The intimate relationship between design and the business world makes the former a tool for communicating commercial values. It’s hard to find graphic design studios that devote their work to carrying out projects based on social critique and commitment because, as reported in El País on 24/07/2008: “If a graphic designer has deep social worries, can he transmit them through his work? Obviously not, unless he wants to lose all his projects”. However, that same report already singled out some names, like the Madrid studio Un mundo feliz, which had just published an anthology of activist design work, Pictopía.

In fact, now that we’re just a few months from the end of the first decade of the 21st century, now that the world has become smaller and we (almost) all work online, now that there are still a surplus of problems that should be denounced urgently, now that we know that pretence is true and the truth pretence, now that we are finally surfing in the age of image… now more than ever one should support activist design.

The Migrants project, which came about thanks to the social phenomenon of globalization and mobility, is a clear example of how design can be an agent of social change. Its pictograms articulate and show us the experiences of immigrant women in cities, through images created from drawings produced by the migrants themselves in a workshop. When these pictograms become part of an urban action and occupy the space normally occupied by advertisements, the force of the message is duplicated. They’ve already done this in Berlin, Cologne, Hamburg, Seville, Buenos Aires… and the result has always been highly effective.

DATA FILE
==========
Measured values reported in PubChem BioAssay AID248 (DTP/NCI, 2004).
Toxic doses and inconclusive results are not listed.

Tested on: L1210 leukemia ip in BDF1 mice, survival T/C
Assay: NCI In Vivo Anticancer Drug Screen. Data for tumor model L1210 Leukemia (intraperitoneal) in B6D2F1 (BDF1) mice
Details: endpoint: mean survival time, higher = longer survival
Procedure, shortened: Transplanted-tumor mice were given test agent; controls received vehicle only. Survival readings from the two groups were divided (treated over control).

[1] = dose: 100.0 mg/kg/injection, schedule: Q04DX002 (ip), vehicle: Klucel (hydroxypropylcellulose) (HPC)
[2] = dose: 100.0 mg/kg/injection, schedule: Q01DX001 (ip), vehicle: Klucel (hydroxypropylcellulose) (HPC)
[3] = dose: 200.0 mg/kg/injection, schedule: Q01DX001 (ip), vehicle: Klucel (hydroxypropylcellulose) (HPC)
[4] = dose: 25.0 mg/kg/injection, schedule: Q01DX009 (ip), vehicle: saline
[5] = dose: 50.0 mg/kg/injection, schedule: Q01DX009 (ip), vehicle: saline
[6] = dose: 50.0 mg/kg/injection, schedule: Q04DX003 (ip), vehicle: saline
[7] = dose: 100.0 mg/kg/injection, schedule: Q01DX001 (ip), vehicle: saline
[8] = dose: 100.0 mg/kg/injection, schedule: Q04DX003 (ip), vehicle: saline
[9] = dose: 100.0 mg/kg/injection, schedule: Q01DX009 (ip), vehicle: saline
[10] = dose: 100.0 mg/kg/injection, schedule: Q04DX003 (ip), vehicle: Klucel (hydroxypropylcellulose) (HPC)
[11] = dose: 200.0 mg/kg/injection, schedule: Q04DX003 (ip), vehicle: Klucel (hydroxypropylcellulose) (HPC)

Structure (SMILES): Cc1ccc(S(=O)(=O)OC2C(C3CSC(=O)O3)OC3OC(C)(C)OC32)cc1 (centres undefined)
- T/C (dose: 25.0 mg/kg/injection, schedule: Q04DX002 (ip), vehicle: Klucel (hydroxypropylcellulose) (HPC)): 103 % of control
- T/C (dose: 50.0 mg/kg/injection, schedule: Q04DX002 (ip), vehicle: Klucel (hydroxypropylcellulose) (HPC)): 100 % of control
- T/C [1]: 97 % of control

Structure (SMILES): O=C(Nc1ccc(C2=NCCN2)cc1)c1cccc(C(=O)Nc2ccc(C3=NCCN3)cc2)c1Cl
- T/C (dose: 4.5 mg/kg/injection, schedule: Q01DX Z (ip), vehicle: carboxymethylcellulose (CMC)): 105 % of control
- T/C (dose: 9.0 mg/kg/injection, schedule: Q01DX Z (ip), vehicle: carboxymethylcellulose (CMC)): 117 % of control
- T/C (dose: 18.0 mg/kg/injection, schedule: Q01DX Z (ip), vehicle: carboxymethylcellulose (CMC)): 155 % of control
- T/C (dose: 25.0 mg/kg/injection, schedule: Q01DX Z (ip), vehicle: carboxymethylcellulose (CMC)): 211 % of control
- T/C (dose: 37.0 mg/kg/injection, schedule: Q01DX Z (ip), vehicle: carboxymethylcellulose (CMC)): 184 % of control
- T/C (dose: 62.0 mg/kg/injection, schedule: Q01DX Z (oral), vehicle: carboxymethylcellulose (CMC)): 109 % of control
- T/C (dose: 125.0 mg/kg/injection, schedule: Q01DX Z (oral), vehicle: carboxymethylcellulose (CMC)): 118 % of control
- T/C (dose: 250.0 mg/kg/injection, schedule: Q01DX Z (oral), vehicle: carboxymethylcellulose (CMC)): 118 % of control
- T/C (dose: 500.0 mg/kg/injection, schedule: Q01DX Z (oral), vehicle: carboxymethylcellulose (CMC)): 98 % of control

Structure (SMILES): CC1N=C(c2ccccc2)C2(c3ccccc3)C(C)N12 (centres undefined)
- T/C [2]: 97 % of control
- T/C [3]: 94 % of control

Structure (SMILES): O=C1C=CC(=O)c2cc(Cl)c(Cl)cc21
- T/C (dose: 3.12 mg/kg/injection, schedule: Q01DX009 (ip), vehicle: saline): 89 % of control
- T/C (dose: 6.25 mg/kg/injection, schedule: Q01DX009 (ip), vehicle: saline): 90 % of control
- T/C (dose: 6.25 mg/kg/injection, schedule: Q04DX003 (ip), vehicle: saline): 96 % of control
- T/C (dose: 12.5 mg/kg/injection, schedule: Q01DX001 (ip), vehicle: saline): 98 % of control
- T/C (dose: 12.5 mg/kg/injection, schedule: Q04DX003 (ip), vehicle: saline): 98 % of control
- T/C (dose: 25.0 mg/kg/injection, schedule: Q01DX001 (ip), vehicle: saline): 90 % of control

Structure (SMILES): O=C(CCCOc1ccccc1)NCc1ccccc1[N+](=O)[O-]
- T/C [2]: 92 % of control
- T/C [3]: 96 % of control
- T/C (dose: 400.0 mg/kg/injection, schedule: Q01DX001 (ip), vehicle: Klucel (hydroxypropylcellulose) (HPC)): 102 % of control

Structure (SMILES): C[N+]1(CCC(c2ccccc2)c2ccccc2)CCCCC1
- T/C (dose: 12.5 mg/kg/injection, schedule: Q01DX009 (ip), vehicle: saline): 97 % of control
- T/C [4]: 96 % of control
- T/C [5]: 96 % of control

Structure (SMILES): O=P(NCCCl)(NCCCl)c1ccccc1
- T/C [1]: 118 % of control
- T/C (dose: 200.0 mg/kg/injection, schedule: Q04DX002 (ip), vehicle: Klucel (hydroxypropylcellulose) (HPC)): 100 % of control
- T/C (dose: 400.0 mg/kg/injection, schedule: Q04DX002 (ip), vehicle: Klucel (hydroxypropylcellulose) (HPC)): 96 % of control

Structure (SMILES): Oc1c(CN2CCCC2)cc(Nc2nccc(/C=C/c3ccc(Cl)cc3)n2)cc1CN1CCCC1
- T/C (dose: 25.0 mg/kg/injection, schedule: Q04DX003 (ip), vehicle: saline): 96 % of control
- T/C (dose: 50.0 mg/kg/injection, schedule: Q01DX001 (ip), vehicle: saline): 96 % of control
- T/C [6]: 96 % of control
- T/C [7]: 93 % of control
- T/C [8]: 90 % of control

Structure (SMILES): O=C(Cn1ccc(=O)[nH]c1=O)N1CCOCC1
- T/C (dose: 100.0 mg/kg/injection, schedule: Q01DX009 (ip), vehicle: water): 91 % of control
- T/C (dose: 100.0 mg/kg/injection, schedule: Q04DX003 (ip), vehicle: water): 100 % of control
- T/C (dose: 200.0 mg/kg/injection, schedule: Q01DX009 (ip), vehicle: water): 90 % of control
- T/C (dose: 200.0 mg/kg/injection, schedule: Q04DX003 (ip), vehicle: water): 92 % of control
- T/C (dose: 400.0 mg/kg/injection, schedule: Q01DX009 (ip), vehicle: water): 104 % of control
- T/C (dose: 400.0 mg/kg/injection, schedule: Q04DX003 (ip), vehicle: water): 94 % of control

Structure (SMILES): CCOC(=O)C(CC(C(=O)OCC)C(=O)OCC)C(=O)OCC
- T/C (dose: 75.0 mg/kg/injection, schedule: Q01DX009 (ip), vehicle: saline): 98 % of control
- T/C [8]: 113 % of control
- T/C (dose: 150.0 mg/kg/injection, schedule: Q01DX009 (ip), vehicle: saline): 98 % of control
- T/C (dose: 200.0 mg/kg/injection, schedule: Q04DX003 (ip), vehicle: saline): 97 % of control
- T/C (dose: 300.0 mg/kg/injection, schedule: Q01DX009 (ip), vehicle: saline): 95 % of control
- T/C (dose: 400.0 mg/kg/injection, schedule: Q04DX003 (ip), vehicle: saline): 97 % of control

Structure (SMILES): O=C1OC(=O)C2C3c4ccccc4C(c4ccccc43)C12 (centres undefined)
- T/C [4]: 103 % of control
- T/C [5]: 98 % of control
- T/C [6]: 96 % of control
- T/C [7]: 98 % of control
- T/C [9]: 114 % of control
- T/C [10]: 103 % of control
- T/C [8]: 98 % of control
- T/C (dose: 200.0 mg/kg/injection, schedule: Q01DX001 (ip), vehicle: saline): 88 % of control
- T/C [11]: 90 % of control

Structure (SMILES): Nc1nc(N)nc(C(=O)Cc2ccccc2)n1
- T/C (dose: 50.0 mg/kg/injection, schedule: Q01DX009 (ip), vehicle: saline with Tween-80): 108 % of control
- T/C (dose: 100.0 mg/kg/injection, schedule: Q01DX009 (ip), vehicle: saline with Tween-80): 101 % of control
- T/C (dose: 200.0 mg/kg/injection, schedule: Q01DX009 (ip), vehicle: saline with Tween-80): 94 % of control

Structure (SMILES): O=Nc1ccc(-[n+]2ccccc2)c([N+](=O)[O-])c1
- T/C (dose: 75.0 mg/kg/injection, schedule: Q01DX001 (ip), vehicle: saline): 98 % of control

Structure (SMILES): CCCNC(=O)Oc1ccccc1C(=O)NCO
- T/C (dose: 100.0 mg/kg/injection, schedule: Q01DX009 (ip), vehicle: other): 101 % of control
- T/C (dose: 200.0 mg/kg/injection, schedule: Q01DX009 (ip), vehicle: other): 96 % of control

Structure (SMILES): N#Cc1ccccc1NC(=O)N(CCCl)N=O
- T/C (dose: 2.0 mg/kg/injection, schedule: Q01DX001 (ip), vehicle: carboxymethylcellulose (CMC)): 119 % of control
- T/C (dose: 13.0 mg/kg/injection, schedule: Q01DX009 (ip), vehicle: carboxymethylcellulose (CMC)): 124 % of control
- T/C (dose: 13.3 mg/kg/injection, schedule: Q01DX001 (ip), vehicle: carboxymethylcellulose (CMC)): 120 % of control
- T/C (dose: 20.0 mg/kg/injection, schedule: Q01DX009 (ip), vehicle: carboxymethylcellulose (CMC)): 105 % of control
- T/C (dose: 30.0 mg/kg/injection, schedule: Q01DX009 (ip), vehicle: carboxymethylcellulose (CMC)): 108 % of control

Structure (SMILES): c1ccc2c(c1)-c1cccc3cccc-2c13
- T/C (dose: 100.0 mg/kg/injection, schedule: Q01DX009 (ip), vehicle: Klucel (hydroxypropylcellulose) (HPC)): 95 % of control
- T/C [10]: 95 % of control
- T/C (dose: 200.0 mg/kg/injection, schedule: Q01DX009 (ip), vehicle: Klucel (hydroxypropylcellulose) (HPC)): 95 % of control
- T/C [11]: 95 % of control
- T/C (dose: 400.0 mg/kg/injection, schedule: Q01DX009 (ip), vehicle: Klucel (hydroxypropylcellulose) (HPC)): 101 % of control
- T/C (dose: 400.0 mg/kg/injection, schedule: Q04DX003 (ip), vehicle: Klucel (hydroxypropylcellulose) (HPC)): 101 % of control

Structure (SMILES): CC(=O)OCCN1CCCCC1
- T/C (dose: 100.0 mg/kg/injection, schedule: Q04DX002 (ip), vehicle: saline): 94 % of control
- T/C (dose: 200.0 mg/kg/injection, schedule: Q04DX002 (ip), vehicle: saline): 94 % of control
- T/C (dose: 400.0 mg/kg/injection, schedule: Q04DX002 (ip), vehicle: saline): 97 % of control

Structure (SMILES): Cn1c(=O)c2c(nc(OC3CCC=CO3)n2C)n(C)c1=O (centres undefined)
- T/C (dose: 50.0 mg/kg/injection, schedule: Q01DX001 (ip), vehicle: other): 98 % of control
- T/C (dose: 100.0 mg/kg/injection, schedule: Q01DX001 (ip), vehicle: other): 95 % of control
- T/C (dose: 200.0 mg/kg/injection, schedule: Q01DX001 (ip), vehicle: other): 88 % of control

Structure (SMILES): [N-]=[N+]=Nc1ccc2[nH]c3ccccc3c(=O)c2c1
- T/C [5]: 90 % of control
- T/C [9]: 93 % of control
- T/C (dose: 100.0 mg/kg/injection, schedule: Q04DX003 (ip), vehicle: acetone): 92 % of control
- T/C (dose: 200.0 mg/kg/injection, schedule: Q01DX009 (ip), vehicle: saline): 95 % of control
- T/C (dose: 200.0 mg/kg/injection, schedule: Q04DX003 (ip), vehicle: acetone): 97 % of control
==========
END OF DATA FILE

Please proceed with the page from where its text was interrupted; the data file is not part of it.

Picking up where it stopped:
But there are other examples, and what we’d like to do here is to use this post as a point of diffusion, not just to confirm that it’s possible to change the world a little through design, but that it’s possible to do committed activist design.  It’s your turn.